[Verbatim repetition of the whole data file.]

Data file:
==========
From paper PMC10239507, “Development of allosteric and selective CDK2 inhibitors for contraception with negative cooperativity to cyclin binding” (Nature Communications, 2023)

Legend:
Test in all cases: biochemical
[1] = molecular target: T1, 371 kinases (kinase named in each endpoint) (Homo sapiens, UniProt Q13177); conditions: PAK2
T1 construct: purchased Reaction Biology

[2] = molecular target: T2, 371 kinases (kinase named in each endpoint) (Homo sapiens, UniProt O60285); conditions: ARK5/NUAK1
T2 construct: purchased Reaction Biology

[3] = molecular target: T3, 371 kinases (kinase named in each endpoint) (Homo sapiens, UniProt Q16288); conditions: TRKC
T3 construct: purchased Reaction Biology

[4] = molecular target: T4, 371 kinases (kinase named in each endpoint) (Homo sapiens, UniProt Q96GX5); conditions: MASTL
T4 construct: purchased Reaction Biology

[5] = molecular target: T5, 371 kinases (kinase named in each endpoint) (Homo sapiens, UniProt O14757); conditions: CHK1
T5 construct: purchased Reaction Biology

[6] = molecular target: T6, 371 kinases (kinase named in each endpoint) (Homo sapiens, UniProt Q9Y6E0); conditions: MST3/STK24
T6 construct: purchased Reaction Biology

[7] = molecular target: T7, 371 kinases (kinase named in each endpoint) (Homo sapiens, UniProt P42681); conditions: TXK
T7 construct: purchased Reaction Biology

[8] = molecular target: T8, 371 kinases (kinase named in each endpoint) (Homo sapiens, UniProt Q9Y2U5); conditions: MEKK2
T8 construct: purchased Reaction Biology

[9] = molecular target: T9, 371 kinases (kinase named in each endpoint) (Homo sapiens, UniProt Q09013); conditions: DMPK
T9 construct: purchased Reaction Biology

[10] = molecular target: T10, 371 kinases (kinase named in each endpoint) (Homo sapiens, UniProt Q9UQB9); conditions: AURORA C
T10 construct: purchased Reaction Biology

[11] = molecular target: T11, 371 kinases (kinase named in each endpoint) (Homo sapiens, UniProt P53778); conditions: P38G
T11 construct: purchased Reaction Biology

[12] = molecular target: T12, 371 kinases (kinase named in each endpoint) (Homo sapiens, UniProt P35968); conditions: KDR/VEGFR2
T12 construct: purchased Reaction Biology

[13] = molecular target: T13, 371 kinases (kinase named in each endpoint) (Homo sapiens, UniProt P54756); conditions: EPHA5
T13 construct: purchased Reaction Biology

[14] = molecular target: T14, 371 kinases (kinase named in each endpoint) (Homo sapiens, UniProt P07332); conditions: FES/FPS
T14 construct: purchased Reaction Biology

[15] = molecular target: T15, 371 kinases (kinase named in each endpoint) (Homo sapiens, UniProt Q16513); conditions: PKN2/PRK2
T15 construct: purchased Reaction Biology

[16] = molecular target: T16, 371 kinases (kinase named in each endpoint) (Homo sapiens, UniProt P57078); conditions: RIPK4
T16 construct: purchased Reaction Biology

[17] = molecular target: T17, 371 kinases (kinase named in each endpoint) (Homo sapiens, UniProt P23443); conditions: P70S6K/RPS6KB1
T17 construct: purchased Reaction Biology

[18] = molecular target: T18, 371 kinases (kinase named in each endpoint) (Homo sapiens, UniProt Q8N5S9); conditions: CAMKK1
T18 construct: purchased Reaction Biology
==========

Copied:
From paper PMC10239507, “Development of allosteric and selective CDK2 inhibitors for contraception with negative cooperativity to cyclin binding” (Nature Communications, 2023)

Legend:
Test in all cases: biochemical
[1] = molecular target: T1, 371 kinases (kinase named in each endpoint) (Homo sapiens, UniProt Q13177); conditions: PAK2
T1 construct: purchased Reaction Biology

[2] = molecular target: T2, 371 kinases (kinase named in each endpoint) (Homo sapiens, UniProt O60285); conditions: ARK5/NUAK1
T2 construct: purchased Reaction Biology

[3] = molecular target: T3, 371 kinases (kinase named in each endpoint) (Homo sapiens, UniProt Q16288); conditions: TRKC
T3 construct: purchased Reaction Biology

[4] = molecular target: T4, 371 kinases (kinase named in each endpoint) (Homo sapiens, UniProt Q96GX5); conditions: MASTL
T4 construct: purchased Reaction Biology

[5] = molecular target: T5, 371 kinases (kinase named in each endpoint) (Homo sapiens, UniProt O14757); conditions: CHK1
T5 construct: purchased Reaction Biology

[6] = molecular target: T6, 371 kinases (kinase named in each endpoint) (Homo sapiens, UniProt Q9Y6E0); conditions: MST3/STK24
T6 construct: purchased Reaction Biology

[7] = molecular target: T7, 371 kinases (kinase named in each endpoint) (Homo sapiens, UniProt P42681); conditions: TXK
T7 construct: purchased Reaction Biology

[8] = molecular target: T8, 371 kinases (kinase named in each endpoint) (Homo sapiens, UniProt Q9Y2U5); conditions: MEKK2
T8 construct: purchased Reaction Biology

[9] = molecular target: T9, 371 kinases (kinase named in each endpoint) (Homo sapiens, UniProt Q09013); conditions: DMPK
T9 construct: purchased Reaction Biology

[10] = molecular target: T10, 371 kinases (kinase named in each endpoint) (Homo sapiens, UniProt Q9UQB9); conditions: AURORA C
T10 construct: purchased Reaction Biology

[11] = molecular target: T11, 371 kinases (kinase named in each endpoint) (Homo sapiens, UniProt P53778); conditions: P38G
T11 construct: purchased Reaction Biology

[12] = molecular target: T12, 371 kinases (kinase named in each endpoint) (Homo sapiens, UniProt P35968); conditions: KDR/VEGFR2
T12 construct: purchased Reaction Biology

[13] = molecular target: T13, 371 kinases (kinase named in each endpoint) (Homo sapiens, UniProt P54756); conditions: EPHA5
T13 construct: purchased Reaction Biology

[14] = molecular target: T14, 371 kinases (kinase named in each endpoint) (Homo sapiens, UniProt P07332); conditions: FES/FPS
T14 construct: purchased Reaction Biology

[15] = molecular target: T15, 371 kinases (kinase named in each endpoint) (Homo sapiens, UniProt Q16513); conditions: PKN2/PRK2
T15 construct: purchased Reaction Biology

[16] = molecular target: T16, 371 kinases (kinase named in each endpoint) (Homo sapiens, UniProt P57078); conditions: RIPK4
T16 construct: purchased Reaction Biology

[17] = molecular target: T17, 371 kinases (kinase named in each endpoint) (Homo sapiens, UniProt P23443); conditions: P70S6K/RPS6KB1
T17 construct: purchased Reaction Biology

[18] = molecular target: T18, 371 kinases (kinase named in each endpoint) (Homo sapiens, UniProt Q8N5S9); conditions: CAMKK1
T18 construct: purchased Reaction Biology